Charles B Castner, writing in Drury (1993), notes that these were the first 4-8-4s in the South (where they were never referred to as "Northerns", but rather as "Dixies") and were derived from the USRA Light Mountains. Alco delivered an impressive machine on a one-piece cast-steel frame that carried brackets for auxiliary piping normally hung on the boiler. Castner also notes the "feedwater heaters, large fireboxes, and free-steaming boilers." The class soon acquired the nickname of "Gliders" for the smoothness with which they negotiated curves, an ease attributable to the lateral-motion axle boxes fitted to the first two driven axles.
J2s first ran on the Chattanooga Division in Eastern Tennessee, moving in 1940 to Atlanta and still later to Memphis. The Dixie Line returned to Alco for more 4-8-4s in 1942-1943; see Locobase 212.
Based on the J2s that appeared in 1930 (Locobase 8330) as enlargements of the J1 Mountains, this class had very few changes of note. Firebox heating surface included 116 sq ft of thermic syphons (97 sq ft/9 sq m) & arch tubes (19 sq ft/1.75 sq m). One noticeable difference was the much larger tender that held half again as much coal as that of the J2 and weighed 45 tons more. The engine's weight also increased by 10 tons.
570-579 were known as the "Yellow Jackets" because of a wide yellow stripe on the valence over the running gear. The later ten engines had painted edges but no valence and were known as "Stripes." Charles B Castner, writing in Drury (1993), notes and photos confirm that the Yellow Jackets had a neat appearance with a conical smokebox, retractable couplers in the pilots, and few pipes or pumps mounted on the boiler. Running gear was as might be expected in late-model steam engines: roller bearings throughout and Boxpok drivers.
For all their modern features, these engines were soon out of service, being withdrawn in 1951-1952 when diesels took over..
|Specifications by Steve Llanso of Sweat House Media|
|Railroad||Nashville, Chattanooga & St. Louis (NC&StL)||Nashville, Chattanooga & St. Louis (NC&StL)|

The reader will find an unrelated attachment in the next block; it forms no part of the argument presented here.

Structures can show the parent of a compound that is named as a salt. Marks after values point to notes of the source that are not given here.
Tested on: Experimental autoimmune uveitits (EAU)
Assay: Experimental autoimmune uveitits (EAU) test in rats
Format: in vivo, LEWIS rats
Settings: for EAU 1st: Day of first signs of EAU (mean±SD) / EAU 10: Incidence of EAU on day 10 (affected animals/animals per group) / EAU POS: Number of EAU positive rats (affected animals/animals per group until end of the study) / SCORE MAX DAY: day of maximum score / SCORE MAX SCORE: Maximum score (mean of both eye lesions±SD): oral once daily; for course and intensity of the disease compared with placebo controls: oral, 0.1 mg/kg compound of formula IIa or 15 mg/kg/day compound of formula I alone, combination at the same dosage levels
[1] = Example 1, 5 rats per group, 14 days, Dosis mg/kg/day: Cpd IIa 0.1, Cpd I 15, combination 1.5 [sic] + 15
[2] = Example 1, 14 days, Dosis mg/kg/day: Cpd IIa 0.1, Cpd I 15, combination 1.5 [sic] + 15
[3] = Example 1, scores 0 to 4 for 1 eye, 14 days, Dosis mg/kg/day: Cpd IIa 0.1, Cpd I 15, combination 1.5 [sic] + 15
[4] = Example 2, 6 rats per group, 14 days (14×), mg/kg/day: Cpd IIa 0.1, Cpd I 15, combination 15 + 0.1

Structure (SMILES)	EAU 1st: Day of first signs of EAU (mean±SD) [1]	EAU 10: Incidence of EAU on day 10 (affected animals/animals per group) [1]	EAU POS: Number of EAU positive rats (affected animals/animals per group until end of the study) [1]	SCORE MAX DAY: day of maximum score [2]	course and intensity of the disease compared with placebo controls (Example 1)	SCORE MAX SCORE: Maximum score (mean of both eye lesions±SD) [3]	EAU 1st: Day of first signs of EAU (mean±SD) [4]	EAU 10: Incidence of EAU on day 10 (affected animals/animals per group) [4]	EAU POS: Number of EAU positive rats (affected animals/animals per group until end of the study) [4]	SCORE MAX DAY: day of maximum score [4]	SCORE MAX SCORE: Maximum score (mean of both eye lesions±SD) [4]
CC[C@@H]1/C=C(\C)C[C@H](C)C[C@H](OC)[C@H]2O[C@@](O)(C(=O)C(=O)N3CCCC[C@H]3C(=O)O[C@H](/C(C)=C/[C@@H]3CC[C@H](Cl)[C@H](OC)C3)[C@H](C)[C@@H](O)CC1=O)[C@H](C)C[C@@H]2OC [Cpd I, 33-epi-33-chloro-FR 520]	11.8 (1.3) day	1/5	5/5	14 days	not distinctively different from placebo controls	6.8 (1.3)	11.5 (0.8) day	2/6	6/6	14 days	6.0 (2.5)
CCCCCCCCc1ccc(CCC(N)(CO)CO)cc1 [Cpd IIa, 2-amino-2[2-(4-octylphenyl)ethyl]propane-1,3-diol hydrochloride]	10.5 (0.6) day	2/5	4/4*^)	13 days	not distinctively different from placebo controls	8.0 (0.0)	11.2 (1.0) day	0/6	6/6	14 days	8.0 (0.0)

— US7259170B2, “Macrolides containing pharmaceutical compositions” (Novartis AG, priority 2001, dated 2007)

|Number in Class||5||20|
|Locomotive Length and Weight|
|Driver Wheelbase (ft)||18.25||18.25|
|Engine Wheelbase (ft)||44.25||45.08|
|Ratio of driving wheelbase to overall engine wheebase||0.41||0.40|
|Overall Wheelbase (engine & tender) (ft)||82.58||86.31|
|Axle Loading (Maximum Weight per Axle) (lbs)|
|Weight on Drivers (lbs)||220,000||228,000|
|Engine Weight (lbs)||381,000||400,500|
|Tender Loaded Weight (lbs)||194,000||285,000|
|Total Engine and Tender Weight (lbs)||575,000||685,500|
|Tender Water Capacity (gals)||10,000||15,000|
|Tender Fuel Capacity (oil/coal) (gals/tons)||16||16|
|Minimum weight of rail (calculated) (lb/yd)||92||95|
|Geometry Relating to Tractive Effort|
|Driver Diameter (in)||70||70|
|Boiler Pressure (psi)||250||250|
|High Pressure Cylinders (dia x stroke) (in)||25" x 30"||25" x 30"|
|Tractive Effort (lbs)||56,920||56,920|
|Factor of Adhesion (Weight on Drivers/Tractive Effort)||3.87||4.01|
|Firebox Area (sq ft)||444||454|
|Grate Area (sq ft)||77.30||77.30|
|Evaporative Heating Surface (sq ft)||4193||4203|
|Superheating Surface (sq ft)||1782||1782|
|Combined Heating Surface (sq ft)||5975||5985|
|Evaporative Heating Surface/Cylinder Volume||246.01||246.59|
|Computations Relating to Power Output (More Information)|
|Robert LeMassena's Power Computation||19,325||19,325|
|Same as above plus superheater percentage||25,123||25,123|
|Same as above but substitute firebox area for grate area||144,300||147,550|